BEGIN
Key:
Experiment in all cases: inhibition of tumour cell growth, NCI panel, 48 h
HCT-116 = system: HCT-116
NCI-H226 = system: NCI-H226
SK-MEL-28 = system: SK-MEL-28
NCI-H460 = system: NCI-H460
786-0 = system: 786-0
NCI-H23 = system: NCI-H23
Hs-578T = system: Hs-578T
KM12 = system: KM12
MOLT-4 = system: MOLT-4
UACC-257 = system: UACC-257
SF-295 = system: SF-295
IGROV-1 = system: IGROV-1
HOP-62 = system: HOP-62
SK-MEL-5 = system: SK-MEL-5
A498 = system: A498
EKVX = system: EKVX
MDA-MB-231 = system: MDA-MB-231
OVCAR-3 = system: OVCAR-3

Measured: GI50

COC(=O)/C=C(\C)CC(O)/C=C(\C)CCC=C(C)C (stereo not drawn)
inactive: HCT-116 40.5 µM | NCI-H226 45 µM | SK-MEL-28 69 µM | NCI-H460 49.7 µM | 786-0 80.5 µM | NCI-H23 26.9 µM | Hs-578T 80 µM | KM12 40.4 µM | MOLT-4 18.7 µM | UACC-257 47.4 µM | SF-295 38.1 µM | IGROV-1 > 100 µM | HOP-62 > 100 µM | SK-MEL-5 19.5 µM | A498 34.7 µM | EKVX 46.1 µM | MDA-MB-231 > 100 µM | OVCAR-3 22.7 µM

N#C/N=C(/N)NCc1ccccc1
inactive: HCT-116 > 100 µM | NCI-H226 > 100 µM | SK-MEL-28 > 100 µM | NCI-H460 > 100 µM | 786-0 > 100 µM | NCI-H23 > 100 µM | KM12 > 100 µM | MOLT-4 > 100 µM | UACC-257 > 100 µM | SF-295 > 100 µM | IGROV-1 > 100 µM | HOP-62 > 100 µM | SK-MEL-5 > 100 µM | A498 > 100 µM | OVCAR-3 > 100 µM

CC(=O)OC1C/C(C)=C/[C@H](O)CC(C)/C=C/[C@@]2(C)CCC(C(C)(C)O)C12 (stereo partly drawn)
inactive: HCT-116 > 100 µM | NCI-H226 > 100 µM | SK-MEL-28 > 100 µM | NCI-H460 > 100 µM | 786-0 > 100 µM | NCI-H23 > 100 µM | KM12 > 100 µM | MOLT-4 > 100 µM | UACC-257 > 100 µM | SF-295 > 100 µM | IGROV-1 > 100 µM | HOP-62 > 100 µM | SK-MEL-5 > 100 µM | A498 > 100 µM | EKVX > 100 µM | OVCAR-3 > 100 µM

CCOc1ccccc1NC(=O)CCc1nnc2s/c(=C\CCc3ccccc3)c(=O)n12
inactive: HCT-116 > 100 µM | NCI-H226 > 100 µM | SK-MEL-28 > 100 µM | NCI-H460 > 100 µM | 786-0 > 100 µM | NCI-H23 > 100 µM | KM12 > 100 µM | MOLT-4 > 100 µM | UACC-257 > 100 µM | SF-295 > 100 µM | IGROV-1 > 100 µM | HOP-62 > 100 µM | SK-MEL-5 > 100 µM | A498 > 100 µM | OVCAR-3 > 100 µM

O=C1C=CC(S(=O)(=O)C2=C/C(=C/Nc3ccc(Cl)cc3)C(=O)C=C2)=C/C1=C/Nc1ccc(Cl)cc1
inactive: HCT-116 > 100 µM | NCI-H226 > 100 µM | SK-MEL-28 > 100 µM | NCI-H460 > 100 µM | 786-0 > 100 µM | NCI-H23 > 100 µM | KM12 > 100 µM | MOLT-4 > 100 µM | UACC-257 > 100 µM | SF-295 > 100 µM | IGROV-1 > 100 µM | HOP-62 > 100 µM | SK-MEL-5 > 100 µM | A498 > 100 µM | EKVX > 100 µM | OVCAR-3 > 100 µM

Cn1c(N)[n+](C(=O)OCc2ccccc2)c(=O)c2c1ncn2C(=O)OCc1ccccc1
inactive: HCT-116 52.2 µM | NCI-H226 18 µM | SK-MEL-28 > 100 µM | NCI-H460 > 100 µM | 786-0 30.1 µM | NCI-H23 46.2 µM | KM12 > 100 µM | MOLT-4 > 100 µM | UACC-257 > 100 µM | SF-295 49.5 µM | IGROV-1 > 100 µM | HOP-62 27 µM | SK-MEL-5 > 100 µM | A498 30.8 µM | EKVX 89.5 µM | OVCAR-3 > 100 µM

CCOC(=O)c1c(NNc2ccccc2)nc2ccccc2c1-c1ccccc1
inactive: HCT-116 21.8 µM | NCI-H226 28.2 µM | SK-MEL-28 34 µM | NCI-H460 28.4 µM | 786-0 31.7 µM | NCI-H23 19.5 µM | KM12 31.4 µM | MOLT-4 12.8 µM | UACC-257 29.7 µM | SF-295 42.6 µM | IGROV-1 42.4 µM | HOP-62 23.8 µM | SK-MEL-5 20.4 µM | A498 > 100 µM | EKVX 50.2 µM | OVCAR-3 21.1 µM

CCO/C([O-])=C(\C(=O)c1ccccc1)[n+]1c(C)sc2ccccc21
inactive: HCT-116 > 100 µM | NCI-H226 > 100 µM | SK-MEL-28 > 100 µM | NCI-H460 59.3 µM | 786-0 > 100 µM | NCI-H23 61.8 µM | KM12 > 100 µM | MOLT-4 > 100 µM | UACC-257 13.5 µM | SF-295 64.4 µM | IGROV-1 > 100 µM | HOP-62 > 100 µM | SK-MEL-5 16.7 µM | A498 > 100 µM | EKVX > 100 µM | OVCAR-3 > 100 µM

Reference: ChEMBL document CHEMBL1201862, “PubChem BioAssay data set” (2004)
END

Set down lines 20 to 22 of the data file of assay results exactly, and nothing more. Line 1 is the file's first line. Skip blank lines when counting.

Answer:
OVCAR-3 = system: OVCAR-3

Measured: GI50

COC(=O)/C=C(\C)CC(O)/C=C(\C)CCC=C(C)C (stereo not drawn)